Stanford-Binet IQ Test

The Stanford-Binet test is a test designed to measure an individual child’s overall intelligence and detect any developmental issues. Essentially, the test measures different factors, such as memory, reasoning, knowledge, and processing.

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Latest Articles: Stanford-Binet IQ Test

About The
IQ Test

It was vital to create this test due to evolving regulations regarding educational requirements during the early 1900’s in France. Originally, it was created in France by Alfred Binet and then made its way to the United States, where it would be edited. It is a revised version of the original Binet-Simon scale, which was developed by Lewis M. Terman, who was a psychologist that worked at the University of Stanford. The most current version of the test, released in 2003, is the fifth edition.

Subtests and their Function

There are several subtests included with the Stanford-Binet Test, including fluid reasoning, knowledge, quantitative reasoning, visual-spatial processing, and working memory. The fluid reasoning subtest is designed to test for early reasoning, verbal absurdities, verbal analogies, and object series matrices. The knowledge subtest evaluates factors, such as vocabulary, procedural knowledge, and picture absurdities. The quantitative reasoning subtest tests non-verbal quantitative reasoning, as well as verbal quantitative reasoning. The visual spacing subtest tests for form board and form patterns and position/direction. Lastly, working memory subtest tests for factors, such as delayed response, block span, memory for sentences, and last word.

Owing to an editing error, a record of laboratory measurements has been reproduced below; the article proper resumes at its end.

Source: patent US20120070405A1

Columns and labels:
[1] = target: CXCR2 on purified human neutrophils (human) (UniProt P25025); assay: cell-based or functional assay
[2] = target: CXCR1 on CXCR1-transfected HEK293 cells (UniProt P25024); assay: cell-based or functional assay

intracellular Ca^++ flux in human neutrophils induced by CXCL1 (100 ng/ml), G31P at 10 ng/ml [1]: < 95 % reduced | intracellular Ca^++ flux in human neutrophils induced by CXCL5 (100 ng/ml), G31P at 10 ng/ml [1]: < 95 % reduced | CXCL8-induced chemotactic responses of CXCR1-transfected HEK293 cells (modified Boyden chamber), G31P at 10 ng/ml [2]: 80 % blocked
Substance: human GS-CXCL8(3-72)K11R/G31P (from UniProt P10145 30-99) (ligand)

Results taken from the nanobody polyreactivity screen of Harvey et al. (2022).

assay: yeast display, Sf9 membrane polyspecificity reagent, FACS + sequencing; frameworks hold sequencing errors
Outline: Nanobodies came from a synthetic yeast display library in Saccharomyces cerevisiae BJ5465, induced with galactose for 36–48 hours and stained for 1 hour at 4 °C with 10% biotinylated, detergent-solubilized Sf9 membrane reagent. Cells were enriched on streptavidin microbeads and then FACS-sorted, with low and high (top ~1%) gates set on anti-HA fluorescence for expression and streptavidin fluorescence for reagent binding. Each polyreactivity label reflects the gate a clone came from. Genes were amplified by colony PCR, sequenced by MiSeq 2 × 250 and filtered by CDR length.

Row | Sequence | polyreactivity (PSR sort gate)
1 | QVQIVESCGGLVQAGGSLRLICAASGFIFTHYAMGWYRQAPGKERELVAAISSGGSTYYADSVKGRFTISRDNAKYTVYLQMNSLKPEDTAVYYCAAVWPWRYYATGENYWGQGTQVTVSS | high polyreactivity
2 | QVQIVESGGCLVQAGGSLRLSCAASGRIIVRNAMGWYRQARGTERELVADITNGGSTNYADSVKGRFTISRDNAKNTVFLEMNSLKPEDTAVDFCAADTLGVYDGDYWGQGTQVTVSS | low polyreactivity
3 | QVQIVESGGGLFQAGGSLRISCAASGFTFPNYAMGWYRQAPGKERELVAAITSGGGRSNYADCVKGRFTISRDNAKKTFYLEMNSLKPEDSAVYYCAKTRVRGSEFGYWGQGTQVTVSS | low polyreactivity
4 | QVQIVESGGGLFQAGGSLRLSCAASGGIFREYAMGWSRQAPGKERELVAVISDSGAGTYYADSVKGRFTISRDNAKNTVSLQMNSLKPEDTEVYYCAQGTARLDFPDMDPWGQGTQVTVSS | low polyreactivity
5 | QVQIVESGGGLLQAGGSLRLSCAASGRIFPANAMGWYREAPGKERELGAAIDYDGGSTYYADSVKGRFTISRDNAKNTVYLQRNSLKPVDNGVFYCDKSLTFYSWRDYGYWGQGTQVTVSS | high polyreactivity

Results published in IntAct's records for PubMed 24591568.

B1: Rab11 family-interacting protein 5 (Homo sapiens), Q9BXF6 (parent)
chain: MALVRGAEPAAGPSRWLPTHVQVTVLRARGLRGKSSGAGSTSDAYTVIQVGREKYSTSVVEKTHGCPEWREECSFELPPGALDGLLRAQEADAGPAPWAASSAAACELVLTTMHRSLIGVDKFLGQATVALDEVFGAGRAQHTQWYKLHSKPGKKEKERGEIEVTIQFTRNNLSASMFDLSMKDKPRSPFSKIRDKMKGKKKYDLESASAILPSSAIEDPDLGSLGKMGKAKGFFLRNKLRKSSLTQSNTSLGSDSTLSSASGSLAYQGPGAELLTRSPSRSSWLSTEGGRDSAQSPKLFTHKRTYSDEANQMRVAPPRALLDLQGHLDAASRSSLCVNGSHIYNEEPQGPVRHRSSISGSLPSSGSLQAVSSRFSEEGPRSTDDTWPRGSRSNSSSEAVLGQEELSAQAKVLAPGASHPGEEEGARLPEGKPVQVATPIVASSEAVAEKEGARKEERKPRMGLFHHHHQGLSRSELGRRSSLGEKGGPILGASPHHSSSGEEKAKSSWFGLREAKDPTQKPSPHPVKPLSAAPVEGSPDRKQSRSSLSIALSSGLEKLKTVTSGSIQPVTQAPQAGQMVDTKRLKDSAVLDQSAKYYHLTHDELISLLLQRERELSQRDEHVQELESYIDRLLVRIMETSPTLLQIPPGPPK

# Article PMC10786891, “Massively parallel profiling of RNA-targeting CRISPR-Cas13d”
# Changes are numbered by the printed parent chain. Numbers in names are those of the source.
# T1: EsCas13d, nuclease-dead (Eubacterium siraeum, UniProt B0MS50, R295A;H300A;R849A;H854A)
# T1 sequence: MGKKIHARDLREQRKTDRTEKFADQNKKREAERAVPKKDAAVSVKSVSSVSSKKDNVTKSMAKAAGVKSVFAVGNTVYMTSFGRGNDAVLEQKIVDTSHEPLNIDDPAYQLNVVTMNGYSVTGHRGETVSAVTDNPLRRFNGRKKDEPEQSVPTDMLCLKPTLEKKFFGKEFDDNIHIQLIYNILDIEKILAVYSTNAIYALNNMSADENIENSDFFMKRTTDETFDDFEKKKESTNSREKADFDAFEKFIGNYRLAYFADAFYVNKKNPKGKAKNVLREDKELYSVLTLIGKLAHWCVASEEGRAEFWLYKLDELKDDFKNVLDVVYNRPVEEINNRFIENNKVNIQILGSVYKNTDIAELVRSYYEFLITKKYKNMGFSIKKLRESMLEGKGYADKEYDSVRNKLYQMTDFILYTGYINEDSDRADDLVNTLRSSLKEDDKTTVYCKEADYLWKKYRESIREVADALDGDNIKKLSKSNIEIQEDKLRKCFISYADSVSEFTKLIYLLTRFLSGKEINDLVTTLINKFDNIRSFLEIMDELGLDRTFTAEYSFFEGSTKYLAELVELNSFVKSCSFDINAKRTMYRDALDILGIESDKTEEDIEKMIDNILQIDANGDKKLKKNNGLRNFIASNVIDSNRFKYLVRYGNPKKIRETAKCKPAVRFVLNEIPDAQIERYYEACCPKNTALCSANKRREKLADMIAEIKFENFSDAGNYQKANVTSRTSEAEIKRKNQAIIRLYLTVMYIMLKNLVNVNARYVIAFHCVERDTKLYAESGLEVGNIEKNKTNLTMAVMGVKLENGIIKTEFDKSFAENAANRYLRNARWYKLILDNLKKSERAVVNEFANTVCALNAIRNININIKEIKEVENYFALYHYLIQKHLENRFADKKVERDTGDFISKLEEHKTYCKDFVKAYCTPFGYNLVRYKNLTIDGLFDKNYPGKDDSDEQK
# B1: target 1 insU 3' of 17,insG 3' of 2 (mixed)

The Reliability of Test Results

There has been a lot of research conducted regarding the accuracy and reliability of the Stanford-Binet test. Over time, researchers have concluded that the tests are both accurate and reliable. The current edition of the test has been found especially precise in regards to testing advanced abilities, meaning it is suitable to test children for gifted abilities.

IQ Score Ranges and Their Categorization

There are various possible IQ range results. The highest IQ range is 145-160. This range indicates that the individual is very gifted or highly advanced. The second range is 130-144, which indicates that the individual is gifted or advanced. The next range is 120-129 which shows superiority. 110-119 is the next range, which means high average. Next is the range of 80-89. This range means that the individual is low average. The next range, 70-79 means that the individual shows signs of borderline impairment. 55-69 means that the individual is mildly impaired. Lastly, the range of 40-54 indicates that the individual is moderately impaired.

Practical Uses for the Stanford-Binet Test Today

The test has many practical uses within today’s society. For example it is helpful in a clinical setting to assess neurological issues. It is also help in an educational setting and allows placement to become an easier process. In addition to this, the test can also be utilized to determine compensation in a workplace environment.